The Syrian Electronic Army (SEA), known to favor major media outlets as targets, successfully attacked Reuters by way of a third-party advertising provider, and redirected visitors on their website to pages under their control.
Readers who attempted to navigate to an article about a Syrian Army attack that may have claimed the life of a teenage girl were redirected to this page:
Security researcher Frederic Jacobs reports that while the target was ultimately Reuters, the compromise actually took place at third-party ad service Taboola.
“It is still unclear how Taboola was compromised but given SEA’s track record, phishing would be my first guess. As many of the previously compromised organizations, Taboola uses Google Apps. The Syrian Electronic Army has repeatedly used their Google phishing templates to trick users into giving up their passwords,” wrote Jacobs.
“By compromising Taboola, the value of the compromise is significantly higher than just compromising Reuters,” Jacobs wrote. “Taboola has 350 million unique users and has partnerships with the world’s biggest news sites including Yahoo!, the BBC, FoxNews, the New York Times… Any of Taboola’s clients can be compromised anytime now.”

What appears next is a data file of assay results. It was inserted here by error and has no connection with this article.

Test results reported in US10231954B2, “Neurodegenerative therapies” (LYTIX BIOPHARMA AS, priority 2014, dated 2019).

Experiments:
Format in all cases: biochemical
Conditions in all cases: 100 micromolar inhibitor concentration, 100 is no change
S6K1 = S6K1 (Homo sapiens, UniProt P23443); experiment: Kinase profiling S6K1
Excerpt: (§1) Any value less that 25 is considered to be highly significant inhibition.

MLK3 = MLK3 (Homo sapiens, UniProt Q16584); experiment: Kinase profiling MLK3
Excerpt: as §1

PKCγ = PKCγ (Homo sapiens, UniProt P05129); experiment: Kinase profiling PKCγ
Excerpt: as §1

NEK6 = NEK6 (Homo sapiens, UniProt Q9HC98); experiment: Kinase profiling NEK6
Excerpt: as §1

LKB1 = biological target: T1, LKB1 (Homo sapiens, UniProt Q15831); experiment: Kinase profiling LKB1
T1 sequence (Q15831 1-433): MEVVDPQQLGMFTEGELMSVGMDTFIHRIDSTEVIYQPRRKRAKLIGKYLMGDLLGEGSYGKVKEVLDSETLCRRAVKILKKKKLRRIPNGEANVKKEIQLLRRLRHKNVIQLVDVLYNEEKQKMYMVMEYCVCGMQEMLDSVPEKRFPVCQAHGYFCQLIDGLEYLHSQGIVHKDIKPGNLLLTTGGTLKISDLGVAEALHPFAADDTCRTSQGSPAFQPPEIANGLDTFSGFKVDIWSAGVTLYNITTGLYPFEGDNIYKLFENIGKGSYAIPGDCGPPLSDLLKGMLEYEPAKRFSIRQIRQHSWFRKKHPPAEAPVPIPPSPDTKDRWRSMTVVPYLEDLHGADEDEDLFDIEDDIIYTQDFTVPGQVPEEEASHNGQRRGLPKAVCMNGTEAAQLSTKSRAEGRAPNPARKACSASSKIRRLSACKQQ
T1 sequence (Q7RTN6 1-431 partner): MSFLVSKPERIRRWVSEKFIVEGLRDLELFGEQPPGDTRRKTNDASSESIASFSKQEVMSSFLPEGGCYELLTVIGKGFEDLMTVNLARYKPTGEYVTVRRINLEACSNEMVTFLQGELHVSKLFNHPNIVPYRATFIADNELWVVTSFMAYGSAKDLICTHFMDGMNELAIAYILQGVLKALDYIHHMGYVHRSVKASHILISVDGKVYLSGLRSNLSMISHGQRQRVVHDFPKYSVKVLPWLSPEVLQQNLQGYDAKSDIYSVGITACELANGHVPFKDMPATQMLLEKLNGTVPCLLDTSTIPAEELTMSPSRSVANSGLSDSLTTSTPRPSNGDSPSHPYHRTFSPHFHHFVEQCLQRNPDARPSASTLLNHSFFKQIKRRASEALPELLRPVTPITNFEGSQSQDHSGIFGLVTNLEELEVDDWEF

Taboola conformed the breach in a statement:
“Today, between 7AM — 8AM EDT, an organization called the “Syrian Electronic Army” hacked Taboola’s widget on Reuters.com. The intruder was redirecting users that accessed article pages on reuters.com to a different landing page. The breach was detected at approximately 7:25am, and fully-removed at 8am. There is no further suspicious activity across our network since, and the total duration of the event was 60 minutes.”
Jacobs says typically websites like Reuters use around thirty third-party services for placing ads or for site traffic analytics, all of which increase the potential that hackers can successfully infiltrate a platform, and recommends administrators reduce the number of such services to a minimum, as well as implementing two-factor authentication.
“Since phishing seems to be so effective on most non-technical people, you should deploy two-factor authentication. If Taboola’s system administration had enforced 2-step auth in Google Apps, it would probably not have happened,” Jacobs said.
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